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Browsing named entities in Elias Nason, McClellan's Own Story: the war for the union, the soldiers who fought it, the civilians who directed it, and his relations to them.. You can also browse the collection for March 2nd or search for March 2nd in all documents.

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y Gap, taking several prisoners and dispersing the rest. Notwithstanding the severe illness from which he suffered, Lander remained at Paw Paw, covering the railroad and keeping the country — clear of the enemy, until the 28th of Feb., when he was ordered to move to Bunker Hill to co-operate with Gen. Banks, then at Charlestown, covering, the rebuilding of the rail-road as he advanced. While engaged in preparing to execute this order his disease assumed a more violent form, and on the 2d of March this gallant officer breathed his last. On some occasions during this brief campaign I was obliged to check Lander rather abruptly for attempting to assume control over troops not under his command, and for endeavoring to initiate some very rash movements when the great risk could not be counterbalanced by the very faint chances of success. These errors arose partly from inexperience, and also, no doubt, from the effects of the malady which so soon terminated his life. These occurren
ve him from command and arrest him soon after Fort Donelson, and that Halleck had interfered to save him. I took no steps to undeceive Grant, trusting to time to elucidate the question. In the latter part of 1866, while I was in Europe, Gen. Grant, through one of his staff, communicated with Gen. Marcy in regard to papers missing from the files of the office of general-in-chief during my tenure of the place. In searching my papers Gen. Marcy found my retained copy — of the despatch of March 2 from Halleck in which he reports Grant's unauthorized absence, etc. This he forwarded to Gen. Grant, who was thus for the first time informed of the truth. This despatch and my reply had, with many others, disappeared from the files in the office. So with regard to my correspondence as general-in-chief. The military telegraph-office was first established by me, and was located, as already stated, in the headquarters of the Army of the Potomac. While I was absent from Washington for a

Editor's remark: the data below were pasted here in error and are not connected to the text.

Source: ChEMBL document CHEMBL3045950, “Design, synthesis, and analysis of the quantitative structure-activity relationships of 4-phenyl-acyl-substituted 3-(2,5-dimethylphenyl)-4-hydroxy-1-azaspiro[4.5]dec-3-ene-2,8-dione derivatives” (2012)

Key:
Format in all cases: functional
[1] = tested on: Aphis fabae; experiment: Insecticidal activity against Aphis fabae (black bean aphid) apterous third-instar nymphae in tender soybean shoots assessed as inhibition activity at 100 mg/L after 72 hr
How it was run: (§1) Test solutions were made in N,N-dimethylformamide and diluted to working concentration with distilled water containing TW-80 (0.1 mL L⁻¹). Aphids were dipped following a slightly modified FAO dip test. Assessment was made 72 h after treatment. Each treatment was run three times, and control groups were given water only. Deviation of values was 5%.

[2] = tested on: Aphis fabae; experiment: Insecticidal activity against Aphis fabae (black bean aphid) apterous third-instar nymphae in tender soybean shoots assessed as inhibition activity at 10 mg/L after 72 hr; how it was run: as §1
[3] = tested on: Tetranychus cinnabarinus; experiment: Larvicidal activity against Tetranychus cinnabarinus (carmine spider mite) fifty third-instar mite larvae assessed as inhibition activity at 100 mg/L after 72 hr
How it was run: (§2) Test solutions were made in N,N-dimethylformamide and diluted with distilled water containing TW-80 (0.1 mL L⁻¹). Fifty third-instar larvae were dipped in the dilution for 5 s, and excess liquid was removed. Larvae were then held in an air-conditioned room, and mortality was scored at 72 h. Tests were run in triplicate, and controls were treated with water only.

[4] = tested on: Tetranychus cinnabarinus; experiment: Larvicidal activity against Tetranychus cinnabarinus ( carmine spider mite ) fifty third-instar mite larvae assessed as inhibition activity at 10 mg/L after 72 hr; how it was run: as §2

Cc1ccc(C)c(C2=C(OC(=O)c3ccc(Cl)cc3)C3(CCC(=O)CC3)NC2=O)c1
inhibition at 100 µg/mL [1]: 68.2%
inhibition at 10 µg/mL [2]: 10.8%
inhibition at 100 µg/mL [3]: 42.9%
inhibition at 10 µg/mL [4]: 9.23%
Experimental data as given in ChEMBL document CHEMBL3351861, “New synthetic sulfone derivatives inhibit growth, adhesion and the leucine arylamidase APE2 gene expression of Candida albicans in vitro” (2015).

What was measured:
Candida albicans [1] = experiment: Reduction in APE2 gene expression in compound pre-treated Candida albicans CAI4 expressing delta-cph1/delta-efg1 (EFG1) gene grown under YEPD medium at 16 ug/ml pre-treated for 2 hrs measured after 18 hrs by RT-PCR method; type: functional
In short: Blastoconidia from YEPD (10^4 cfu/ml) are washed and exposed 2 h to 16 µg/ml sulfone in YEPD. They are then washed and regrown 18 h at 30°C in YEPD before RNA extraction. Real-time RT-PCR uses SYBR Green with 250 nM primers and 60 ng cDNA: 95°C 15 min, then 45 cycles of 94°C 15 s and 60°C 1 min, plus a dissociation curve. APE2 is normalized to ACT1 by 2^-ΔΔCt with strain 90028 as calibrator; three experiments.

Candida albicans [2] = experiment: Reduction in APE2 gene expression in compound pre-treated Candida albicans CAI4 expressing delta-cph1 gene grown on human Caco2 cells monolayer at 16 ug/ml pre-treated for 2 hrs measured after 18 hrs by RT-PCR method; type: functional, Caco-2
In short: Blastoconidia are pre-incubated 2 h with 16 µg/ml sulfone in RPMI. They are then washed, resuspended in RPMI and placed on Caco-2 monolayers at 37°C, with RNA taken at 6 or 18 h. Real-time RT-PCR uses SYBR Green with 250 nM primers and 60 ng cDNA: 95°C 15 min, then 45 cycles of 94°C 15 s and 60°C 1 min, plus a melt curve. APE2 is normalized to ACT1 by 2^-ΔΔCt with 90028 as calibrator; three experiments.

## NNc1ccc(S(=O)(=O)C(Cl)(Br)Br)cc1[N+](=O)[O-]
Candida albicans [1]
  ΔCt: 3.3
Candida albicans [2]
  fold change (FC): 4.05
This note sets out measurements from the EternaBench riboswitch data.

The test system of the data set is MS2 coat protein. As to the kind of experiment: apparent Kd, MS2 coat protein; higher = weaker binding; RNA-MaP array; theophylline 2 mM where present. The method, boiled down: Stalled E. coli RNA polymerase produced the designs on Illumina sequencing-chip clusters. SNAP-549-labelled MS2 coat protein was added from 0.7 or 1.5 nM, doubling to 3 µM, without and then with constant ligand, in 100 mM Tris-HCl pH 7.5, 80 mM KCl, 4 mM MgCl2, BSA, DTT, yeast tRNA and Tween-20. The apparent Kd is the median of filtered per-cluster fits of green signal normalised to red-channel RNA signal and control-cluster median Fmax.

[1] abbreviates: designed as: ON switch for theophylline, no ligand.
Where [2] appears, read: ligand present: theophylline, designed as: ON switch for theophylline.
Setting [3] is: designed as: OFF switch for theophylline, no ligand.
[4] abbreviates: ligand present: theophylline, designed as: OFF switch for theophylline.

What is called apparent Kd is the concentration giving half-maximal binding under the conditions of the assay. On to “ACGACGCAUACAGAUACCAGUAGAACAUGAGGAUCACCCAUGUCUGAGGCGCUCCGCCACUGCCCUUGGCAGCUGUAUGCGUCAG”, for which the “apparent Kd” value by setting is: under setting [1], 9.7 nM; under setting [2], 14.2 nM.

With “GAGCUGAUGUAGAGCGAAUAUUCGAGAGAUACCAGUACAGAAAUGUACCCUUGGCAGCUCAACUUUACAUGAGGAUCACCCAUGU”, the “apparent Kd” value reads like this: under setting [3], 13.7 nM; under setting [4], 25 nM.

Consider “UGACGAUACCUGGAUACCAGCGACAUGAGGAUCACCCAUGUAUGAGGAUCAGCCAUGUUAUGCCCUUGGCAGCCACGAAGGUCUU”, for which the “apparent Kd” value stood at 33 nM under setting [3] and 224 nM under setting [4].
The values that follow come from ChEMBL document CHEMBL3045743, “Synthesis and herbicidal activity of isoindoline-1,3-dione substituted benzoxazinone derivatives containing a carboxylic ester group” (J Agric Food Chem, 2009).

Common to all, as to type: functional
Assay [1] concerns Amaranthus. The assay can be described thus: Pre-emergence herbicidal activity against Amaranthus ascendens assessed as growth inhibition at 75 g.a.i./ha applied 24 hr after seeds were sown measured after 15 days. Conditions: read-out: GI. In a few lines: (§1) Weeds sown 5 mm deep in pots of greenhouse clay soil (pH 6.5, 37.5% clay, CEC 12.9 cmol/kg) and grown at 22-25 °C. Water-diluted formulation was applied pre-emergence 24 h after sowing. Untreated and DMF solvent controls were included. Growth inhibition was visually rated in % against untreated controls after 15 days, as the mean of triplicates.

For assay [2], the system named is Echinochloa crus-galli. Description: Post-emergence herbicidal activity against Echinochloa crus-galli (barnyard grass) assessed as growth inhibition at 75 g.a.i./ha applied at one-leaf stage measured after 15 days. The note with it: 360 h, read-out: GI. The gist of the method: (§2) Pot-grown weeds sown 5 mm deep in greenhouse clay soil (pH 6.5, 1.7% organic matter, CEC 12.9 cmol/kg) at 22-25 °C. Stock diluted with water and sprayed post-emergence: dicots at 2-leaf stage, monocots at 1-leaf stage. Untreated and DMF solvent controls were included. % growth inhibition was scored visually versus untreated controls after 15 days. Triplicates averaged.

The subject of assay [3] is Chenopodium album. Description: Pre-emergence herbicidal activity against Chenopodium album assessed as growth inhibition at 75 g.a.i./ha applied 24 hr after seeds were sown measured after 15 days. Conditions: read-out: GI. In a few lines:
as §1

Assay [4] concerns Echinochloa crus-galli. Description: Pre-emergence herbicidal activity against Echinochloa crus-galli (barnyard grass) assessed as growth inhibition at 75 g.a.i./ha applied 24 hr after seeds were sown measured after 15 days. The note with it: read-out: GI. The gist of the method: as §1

0; Fair Oaks, 381. Lee, Gen., Robert, in Peninsula, 240, 482; Pope's campaign, 518, 531 ; in Maryland, 556, 557, 573, 624, 643, 660 ; lost order, 573. Leesburg,Va., 170, 171, 181-190, 550. Lee's Mill, Va., 260, 261, 263, 272, 274, 284, 285, 287, 320-323. Le Fort, Capt.-see Chartres. Letterman, Dr., 126, 128. Letters and despatches. Washington, 1861-2 : McClellan's Memorandum, 2d .4ug., 101. To Lincoln, 22d Oct., ‘61, 187 ; 28th Feb., ‘62 195. To Halleck, 11th Nov.,‘61 207 ; 2d Mar., ‘61, 216. To Stanton, 3d Feb., ‘62 229 ; 28th Feb., ‘62. 194; 9th Mar., ‘62, 223. 224. To Cameron, 6th Sept., ‘61, 205 ; 8th Sept., ‘61, 106. To Banks, 21st Oct., 61. 186; 29th Oct.,‘61, 148 To Stone, 20th Oct ,‘61, 182; 21st Oct., ‘61, 185, 186. To Buell, 7th, 12th Nov., ‘61, 210. To Burnside, 7th Jan.,‘62, 206. To T. W. Sherman, 14th Feb., ‘62, 211. To Butler, 23d Feb., ‘62, 212. To Lander. 28th Feb., ‘62, 195. To Grant, 24th Nov , ‘66, 218; 26th De